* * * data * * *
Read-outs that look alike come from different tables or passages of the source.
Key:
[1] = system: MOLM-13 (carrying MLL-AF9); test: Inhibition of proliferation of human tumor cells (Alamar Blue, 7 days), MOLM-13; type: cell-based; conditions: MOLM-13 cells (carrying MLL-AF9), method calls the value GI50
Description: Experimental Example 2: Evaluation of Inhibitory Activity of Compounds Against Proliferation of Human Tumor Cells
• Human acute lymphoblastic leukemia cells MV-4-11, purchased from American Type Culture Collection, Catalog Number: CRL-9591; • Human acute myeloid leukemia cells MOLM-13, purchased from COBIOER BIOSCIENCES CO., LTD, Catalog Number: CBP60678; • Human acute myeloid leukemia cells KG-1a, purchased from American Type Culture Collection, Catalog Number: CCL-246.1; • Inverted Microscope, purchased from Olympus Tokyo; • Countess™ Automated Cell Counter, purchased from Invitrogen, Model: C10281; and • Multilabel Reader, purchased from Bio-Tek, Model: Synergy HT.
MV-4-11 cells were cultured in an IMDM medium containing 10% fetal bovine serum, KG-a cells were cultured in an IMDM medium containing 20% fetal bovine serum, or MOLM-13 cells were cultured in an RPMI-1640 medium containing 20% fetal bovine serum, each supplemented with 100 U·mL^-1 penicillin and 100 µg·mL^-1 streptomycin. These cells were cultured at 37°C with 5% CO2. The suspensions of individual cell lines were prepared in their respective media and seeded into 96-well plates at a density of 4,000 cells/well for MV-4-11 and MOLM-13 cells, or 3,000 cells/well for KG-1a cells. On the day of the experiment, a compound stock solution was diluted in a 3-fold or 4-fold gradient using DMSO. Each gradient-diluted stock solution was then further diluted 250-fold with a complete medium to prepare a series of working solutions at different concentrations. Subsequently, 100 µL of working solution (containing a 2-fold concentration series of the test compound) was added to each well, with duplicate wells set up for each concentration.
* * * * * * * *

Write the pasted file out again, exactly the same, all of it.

Read-outs that look alike come from different tables or passages of the source.
Key:
[1] = system: MOLM-13 (carrying MLL-AF9); test: Inhibition of proliferation of human tumor cells (Alamar Blue, 7 days), MOLM-13; type: cell-based; conditions: MOLM-13 cells (carrying MLL-AF9), method calls the value GI50
Description: Experimental Example 2: Evaluation of Inhibitory Activity of Compounds Against Proliferation of Human Tumor Cells
• Human acute lymphoblastic leukemia cells MV-4-11, purchased from American Type Culture Collection, Catalog Number: CRL-9591; • Human acute myeloid leukemia cells MOLM-13, purchased from COBIOER BIOSCIENCES CO., LTD, Catalog Number: CBP60678; • Human acute myeloid leukemia cells KG-1a, purchased from American Type Culture Collection, Catalog Number: CCL-246.1; • Inverted Microscope, purchased from Olympus Tokyo; • Countess™ Automated Cell Counter, purchased from Invitrogen, Model: C10281; and • Multilabel Reader, purchased from Bio-Tek, Model: Synergy HT.
MV-4-11 cells were cultured in an IMDM medium containing 10% fetal bovine serum, KG-a cells were cultured in an IMDM medium containing 20% fetal bovine serum, or MOLM-13 cells were cultured in an RPMI-1640 medium containing 20% fetal bovine serum, each supplemented with 100 U·mL^-1 penicillin and 100 µg·mL^-1 streptomycin. These cells were cultured at 37°C with 5% CO2. The suspensions of individual cell lines were prepared in their respective media and seeded into 96-well plates at a density of 4,000 cells/well for MV-4-11 and MOLM-13 cells, or 3,000 cells/well for KG-1a cells. On the day of the experiment, a compound stock solution was diluted in a 3-fold or 4-fold gradient using DMSO. Each gradient-diluted stock solution was then further diluted 250-fold with a complete medium to prepare a series of working solutions at different concentrations. Subsequently, 100 µL of working solution (containing a 2-fold concentration series of the test compound) was added to each well, with duplicate wells set up for each concentration.